Mortality Rates – COVID-19 – Dementia

Angie Szumlinski News

Everyone is still reeling from the impact loss of companionship has had on our seniors, up to and including death. I read an interesting article in JAMA Neurology where the researchers evaluated the impact on COVID-19 on residents living with dementia, focused primarily on nursing home settings. The question was “is the COVID-19 pandemic associated with changes in mortality among older adults with Alzheimer Disease and related dementias (ADRD)?”

The researchers discussed the changes in health care delivery during the pandemic including transitioning to telehealth, lockdown and strict visitation procedures. They felt that measuring excess mortality along with changes in society would be an appropriate measure of both direct and indirect effects of the pandemic. The researchers used the Chronic Conditions Data Warehouse (CCW) algorithms to measure 3 relevant chronic conditions associated with poorer outcomes in the setting of COVID-19 infection: heart failure, diabetes, and lung cancer.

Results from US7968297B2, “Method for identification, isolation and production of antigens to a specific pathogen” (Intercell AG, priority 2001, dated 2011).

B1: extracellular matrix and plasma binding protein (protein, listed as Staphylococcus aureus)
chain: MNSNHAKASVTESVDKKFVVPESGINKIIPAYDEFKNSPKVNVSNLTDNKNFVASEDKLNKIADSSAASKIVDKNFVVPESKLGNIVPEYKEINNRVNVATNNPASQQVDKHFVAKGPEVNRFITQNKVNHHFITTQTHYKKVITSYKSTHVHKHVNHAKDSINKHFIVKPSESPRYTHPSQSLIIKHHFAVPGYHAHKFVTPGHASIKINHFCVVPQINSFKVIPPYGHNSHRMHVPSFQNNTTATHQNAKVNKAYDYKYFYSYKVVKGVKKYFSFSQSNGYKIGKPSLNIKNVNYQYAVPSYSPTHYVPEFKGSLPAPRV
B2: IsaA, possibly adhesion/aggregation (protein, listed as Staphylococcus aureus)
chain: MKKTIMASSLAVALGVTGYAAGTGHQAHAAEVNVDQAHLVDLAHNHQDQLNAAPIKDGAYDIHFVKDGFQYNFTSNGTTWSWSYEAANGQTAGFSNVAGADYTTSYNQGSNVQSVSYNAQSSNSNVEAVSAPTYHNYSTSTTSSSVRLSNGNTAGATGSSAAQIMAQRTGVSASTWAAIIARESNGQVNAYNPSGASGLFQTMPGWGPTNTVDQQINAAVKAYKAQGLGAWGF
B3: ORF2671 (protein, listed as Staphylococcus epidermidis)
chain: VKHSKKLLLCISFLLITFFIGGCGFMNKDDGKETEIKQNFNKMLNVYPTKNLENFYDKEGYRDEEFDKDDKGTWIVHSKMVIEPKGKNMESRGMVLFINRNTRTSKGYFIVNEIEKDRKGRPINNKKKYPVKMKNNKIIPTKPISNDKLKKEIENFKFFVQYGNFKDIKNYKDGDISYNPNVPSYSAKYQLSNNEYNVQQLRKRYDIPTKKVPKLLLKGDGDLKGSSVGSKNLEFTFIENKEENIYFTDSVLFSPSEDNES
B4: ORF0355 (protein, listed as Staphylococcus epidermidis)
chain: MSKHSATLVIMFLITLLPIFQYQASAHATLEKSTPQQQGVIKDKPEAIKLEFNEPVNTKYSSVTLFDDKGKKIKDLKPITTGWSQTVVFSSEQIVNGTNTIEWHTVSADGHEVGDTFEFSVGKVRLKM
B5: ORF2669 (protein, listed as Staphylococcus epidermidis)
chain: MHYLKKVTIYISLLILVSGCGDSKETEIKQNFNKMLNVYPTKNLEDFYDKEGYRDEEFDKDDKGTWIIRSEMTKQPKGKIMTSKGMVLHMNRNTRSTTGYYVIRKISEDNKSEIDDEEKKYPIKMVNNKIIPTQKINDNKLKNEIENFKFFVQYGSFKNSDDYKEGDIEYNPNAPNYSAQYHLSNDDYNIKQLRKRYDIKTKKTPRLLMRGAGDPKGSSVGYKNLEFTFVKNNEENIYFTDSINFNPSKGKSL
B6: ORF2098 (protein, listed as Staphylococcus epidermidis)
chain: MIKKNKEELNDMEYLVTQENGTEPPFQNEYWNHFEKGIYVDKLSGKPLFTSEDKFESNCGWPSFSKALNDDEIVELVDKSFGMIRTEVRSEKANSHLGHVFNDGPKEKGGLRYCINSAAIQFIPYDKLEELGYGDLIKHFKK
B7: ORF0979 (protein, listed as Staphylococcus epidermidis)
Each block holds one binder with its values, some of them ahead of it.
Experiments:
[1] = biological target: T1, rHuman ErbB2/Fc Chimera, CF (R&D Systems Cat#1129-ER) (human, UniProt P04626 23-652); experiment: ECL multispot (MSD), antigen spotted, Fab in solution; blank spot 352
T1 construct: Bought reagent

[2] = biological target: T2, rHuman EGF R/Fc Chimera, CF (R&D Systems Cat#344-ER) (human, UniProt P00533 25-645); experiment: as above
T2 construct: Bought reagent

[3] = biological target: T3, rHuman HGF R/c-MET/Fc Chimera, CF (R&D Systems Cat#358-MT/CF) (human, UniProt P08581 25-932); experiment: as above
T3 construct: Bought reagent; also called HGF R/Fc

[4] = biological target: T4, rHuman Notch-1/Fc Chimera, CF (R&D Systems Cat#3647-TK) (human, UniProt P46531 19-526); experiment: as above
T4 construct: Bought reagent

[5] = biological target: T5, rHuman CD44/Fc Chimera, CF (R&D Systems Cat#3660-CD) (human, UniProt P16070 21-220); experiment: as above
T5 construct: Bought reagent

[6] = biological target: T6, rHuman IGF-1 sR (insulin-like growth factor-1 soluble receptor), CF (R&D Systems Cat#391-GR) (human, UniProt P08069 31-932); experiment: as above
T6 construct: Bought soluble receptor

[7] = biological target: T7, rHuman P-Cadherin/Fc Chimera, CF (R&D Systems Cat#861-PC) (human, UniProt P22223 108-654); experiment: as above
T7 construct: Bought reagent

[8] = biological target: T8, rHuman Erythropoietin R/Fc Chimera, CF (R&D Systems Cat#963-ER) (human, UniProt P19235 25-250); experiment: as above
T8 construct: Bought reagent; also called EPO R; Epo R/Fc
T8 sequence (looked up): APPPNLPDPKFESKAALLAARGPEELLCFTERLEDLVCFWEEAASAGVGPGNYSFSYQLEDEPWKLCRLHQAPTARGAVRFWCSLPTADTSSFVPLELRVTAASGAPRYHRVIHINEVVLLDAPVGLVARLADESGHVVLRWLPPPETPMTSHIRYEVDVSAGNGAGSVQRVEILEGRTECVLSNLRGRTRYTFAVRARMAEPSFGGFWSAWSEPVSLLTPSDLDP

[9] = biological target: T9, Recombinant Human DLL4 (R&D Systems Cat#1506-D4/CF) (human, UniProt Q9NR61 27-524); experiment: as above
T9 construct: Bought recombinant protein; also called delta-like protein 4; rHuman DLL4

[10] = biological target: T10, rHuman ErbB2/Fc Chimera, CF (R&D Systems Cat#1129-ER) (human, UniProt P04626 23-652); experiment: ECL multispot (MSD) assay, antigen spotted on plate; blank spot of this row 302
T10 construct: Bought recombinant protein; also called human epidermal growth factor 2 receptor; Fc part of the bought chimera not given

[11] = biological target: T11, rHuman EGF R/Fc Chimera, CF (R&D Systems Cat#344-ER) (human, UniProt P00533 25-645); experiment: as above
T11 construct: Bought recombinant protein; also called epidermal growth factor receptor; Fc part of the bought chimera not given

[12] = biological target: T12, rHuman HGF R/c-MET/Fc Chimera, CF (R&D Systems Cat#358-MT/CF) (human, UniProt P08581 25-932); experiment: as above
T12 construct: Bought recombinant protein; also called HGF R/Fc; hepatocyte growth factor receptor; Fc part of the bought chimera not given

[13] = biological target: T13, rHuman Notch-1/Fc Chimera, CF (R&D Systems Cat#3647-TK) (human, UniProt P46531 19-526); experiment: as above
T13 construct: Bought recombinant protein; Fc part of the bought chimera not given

Bottom line, the conclusion is not surprising, older adults in nursing homes, especially those in racial and ethnic minority groups, are more susceptible to negative outcomes related to changes in health care delivery. So, look at what we have changed in an effort to “protect” our vulnerable seniors, has it actually caused more harm? Trust me, nothing we did wasn’t supported by what we knew at the time however, could it be time to relook at what we are currently doing? Remember, “changes in health care delivery”, even if we think it is a positive change, may lead to more disruption in our resident’s lives, so tread carefully. Put your heads together, talk about systems currently in place that were changed during the pandemic, discuss specific residents who may be experiencing declines, see if you can make subtle changes that would benefit each resident as well as your overall operation. Stay the course, stay informed and stay well!